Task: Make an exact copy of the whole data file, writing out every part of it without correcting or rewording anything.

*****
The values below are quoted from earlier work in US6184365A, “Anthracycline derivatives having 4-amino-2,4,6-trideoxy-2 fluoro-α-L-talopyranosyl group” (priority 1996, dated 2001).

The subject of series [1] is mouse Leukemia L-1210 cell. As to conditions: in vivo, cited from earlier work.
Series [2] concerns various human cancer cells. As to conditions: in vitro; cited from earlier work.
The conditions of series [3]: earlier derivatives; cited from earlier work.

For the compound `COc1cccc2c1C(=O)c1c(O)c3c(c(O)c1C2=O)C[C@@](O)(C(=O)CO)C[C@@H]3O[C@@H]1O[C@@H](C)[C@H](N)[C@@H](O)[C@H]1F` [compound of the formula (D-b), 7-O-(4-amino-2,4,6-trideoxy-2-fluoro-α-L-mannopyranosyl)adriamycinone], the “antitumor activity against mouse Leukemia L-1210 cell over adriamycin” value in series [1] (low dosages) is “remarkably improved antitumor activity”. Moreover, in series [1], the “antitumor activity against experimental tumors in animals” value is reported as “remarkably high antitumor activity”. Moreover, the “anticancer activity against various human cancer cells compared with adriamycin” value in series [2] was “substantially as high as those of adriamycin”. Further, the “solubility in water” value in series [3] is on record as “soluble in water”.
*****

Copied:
The values below are quoted from earlier work in US6184365A, “Anthracycline derivatives having 4-amino-2,4,6-trideoxy-2 fluoro-α-L-talopyranosyl group” (priority 1996, dated 2001).

The subject of series [1] is mouse Leukemia L-1210 cell. As to conditions: in vivo, cited from earlier work.
Series [2] concerns various human cancer cells. As to conditions: in vitro; cited from earlier work.
The conditions of series [3]: earlier derivatives; cited from earlier work.

For the compound `COc1cccc2c1C(=O)c1c(O)c3c(c(O)c1C2=O)C[C@@](O)(C(=O)CO)C[C@@H]3O[C@@H]1O[C@@H](C)[C@H](N)[C@@H](O)[C@H]1F` [compound of the formula (D-b), 7-O-(4-amino-2,4,6-trideoxy-2-fluoro-α-L-mannopyranosyl)adriamycinone], the “antitumor activity against mouse Leukemia L-1210 cell over adriamycin” value in series [1] (low dosages) is “remarkably improved antitumor activity”. Moreover, in series [1], the “antitumor activity against experimental tumors in animals” value is reported as “remarkably high antitumor activity”. Moreover, the “anticancer activity against various human cancer cells compared with adriamycin” value in series [2] was “substantially as high as those of adriamycin”. Further, the “solubility in water” value in series [3] is on record as “soluble in water”.